The next show will air on Sunday, August 3, 2014 from 11:00 PM – 1:00 AM Monday Eastern Standard Time on WBAI, 99.5 FM in the NYC metro area or streaming online at wbai.org. This installment of the program will feature excerpts from a tribute to the late Pan African scholar and activist, Dr. John Henrik Clarke presented by Howard University Professor Dr. Greg Kimathi Carr.
John Henrik Clarke (1915-1998), who was widely recognized as a pioneer in the field of Africana Studies. Dr. Clarke played an important role in the early history of Cornell University’s Africana Studies & Research Center. He was a Distinguished Visiting Professor of African History at the Center in the 1970s. He also made an invaluable contribution to the establishment of its curricula.
Dr. Clarke is the author of numerous articles that have appeared in leading scholarly journals. He also served as the author, contributor, or editor of 24 books. In 1968 along with the Black Caucus of the African Studies Association, Dr. Clarke founded the African Heritage Studies Association. In 1969 he was appointed as the founding chairman of the Black and Puerto Rican Studies Department at Hunter College in New York City.
Dr. Clarke was most known and highly regarded for his lifelong devotion to studying and documenting the histories and contributions of African peoples in Africa and the diaspora.
Dr. Clarke is often quoted as stating that “History is not everything, but it is a starting point. History is a clock that people use to tell their political and cultural time of day. It is a compass they use to find themselves on the map of human geography. It tells them where they are, but more importantly, what they must be.” – (Eric Kofi Acree, Cornell University)Greg E. Carr, Ph.D., JD is Associate Professor of Africana Studies and Chair of Afro-American Studies at Howard University and Adjunct Faculty at the Howard School of Law. He holds a Ph.D. in African American Studies from Temple University and a JD from the Ohio State University College of Law. The School District of Philadelphia’s First Resident Scholar on Race and Culture (1999-2000), Dr. Carr led a team of academics and educators in the design of the curriculum framework for Philadelphia’s mandatory high school African American History course. These materials are the first to approach African American History using Africana Studies methodology. He is a co-founder of the Philadelphia Freedom Schools Movement, a community-based academic initiative that has involved over 13,000 elementary, high school and college students. Dr. Carr has presented his curriculum work for the Board of Public Education in Salvador, Bahia, and has lectured across the U.S. and in Ghana, Egypt, South Africa, Brazil, France, and England, among other places. His publications have appeared in, among other places, The African American Studies Reader, Socialism and Democracy, Africana Studies, Publications of the Modern Language Association of America, The National Urban League’s 2012 State of Black America and Malcolm X: A Historical Reader.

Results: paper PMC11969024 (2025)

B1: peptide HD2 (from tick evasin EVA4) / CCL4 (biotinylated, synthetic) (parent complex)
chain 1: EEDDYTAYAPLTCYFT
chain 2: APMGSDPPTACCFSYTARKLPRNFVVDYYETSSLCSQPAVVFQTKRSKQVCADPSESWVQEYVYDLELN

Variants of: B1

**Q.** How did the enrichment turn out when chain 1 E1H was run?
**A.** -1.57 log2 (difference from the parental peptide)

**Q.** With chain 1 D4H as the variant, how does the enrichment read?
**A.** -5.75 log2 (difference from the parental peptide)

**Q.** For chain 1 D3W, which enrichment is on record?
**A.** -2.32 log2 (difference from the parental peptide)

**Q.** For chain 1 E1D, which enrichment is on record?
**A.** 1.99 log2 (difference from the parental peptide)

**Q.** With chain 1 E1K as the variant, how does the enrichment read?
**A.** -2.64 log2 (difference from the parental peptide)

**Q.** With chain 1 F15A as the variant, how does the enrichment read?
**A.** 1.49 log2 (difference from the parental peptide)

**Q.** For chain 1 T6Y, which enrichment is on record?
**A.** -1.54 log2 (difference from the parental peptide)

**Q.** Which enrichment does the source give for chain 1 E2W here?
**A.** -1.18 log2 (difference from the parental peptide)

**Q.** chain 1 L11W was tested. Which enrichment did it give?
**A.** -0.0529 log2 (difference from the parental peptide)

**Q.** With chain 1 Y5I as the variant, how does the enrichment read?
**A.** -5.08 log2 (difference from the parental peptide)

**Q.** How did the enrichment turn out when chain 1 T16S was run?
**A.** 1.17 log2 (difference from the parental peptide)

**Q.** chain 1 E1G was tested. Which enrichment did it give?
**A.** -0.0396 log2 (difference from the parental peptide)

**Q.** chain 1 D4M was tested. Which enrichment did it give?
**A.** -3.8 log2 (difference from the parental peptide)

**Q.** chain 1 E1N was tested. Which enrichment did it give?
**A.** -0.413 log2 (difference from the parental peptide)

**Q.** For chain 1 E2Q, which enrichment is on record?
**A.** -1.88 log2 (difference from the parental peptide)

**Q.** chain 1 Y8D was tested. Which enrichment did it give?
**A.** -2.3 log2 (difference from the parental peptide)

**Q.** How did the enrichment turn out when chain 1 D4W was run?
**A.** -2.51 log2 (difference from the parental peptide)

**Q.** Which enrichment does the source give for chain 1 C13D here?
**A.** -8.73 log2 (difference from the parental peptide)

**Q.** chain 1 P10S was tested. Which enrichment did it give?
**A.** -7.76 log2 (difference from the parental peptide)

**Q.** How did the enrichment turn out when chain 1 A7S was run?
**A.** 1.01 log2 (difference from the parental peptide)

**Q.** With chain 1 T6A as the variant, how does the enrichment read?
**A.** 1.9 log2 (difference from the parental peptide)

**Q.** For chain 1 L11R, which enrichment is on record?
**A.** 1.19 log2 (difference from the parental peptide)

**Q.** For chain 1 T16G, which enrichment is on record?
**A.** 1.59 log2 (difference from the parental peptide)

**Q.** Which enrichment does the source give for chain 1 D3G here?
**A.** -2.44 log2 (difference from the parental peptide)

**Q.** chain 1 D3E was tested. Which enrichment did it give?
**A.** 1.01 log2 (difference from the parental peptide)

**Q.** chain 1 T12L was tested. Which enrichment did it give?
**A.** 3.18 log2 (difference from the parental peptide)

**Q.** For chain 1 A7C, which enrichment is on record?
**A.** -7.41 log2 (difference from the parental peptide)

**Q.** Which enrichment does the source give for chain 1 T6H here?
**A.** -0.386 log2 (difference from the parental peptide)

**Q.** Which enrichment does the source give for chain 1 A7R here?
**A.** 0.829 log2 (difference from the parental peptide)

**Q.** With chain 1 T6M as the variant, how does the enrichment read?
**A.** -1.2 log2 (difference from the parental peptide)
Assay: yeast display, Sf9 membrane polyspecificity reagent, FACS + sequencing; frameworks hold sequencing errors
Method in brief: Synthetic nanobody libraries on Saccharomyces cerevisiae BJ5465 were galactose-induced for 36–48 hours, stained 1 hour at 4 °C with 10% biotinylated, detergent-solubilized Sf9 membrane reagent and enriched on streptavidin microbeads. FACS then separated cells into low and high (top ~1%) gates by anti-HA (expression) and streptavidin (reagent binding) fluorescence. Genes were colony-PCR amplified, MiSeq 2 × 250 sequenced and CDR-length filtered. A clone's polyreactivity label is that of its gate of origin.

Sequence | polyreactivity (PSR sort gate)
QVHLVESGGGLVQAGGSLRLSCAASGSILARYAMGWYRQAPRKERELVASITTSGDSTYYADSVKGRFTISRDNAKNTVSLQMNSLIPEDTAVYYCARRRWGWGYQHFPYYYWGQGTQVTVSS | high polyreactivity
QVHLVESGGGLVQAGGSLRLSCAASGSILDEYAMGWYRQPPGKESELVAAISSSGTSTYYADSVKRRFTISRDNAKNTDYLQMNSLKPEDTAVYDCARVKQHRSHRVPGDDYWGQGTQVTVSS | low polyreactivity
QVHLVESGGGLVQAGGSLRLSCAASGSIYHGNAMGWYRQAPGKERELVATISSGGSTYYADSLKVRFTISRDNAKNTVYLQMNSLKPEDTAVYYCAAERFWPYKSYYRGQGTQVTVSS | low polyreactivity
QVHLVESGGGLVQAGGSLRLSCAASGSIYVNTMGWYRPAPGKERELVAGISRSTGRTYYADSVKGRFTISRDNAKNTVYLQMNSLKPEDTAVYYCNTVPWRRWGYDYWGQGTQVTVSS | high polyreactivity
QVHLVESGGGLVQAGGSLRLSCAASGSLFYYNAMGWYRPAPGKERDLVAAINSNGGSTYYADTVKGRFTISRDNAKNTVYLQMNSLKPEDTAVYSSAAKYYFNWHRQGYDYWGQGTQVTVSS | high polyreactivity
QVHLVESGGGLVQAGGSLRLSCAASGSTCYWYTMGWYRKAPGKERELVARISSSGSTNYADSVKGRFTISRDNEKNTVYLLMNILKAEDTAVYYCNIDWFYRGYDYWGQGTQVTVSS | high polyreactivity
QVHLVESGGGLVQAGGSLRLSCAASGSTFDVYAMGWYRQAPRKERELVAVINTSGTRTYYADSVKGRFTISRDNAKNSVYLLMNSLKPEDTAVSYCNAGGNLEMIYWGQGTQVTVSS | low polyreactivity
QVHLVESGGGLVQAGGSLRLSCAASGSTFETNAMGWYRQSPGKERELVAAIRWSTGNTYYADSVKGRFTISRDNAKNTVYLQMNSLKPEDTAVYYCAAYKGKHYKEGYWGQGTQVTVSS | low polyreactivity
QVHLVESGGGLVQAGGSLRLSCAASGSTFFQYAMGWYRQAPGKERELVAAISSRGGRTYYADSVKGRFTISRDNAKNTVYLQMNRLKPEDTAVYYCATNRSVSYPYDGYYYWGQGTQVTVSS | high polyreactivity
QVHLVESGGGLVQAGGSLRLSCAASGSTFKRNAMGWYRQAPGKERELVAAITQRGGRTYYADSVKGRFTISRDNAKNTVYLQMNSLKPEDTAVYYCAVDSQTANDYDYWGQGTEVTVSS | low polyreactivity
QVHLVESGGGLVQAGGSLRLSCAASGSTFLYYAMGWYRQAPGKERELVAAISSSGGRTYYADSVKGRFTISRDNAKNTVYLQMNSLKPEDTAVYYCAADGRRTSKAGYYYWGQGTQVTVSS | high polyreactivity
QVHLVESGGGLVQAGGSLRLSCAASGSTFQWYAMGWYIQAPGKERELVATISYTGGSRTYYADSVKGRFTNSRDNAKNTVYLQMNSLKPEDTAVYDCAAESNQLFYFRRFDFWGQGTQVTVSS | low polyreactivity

Dr. Carr is the first Vice President of the Association for the Study of Classical African Civilizations (ASCAC) and a former member of the board of the National Council for Black Studies.
Musically, we’ll be hearing mostly from Randy Weston and the late Yusef Lateef. Randy Weston would often meet with Dr. Clarke and Dr. Ben Jochannan. The music of Yusuf Lateef was used to score the documentary about Dr. Clarke titled A Great and Mighty Walk.
The excerpts of this keynote address by Dr. Carr was presented by Eastern Region of the Association for the Study of Classical African Civilizations (ASCAC) on July 19, 2014 at the Countee Cullen Library in Harlem, NY. For your generous financial support to WBAI-FM, you will be able to get a copy of this address. You can also support WBAI (and the show) by donating as little as $5 during the fund drive.
Show engineered, produced, hosted, and edited by Joyce Jones. Listen for our On the Bandstand segment with NYC metro area appearances of Suga’ guests at the end of the first hour with Associate Producer Hank Williams.
Watch an excerpt of Dr. Carr’s presentation at Temple University.
Watch Dr. Carr perform a libation ceremony at the African Burial Ground in Manhattan.
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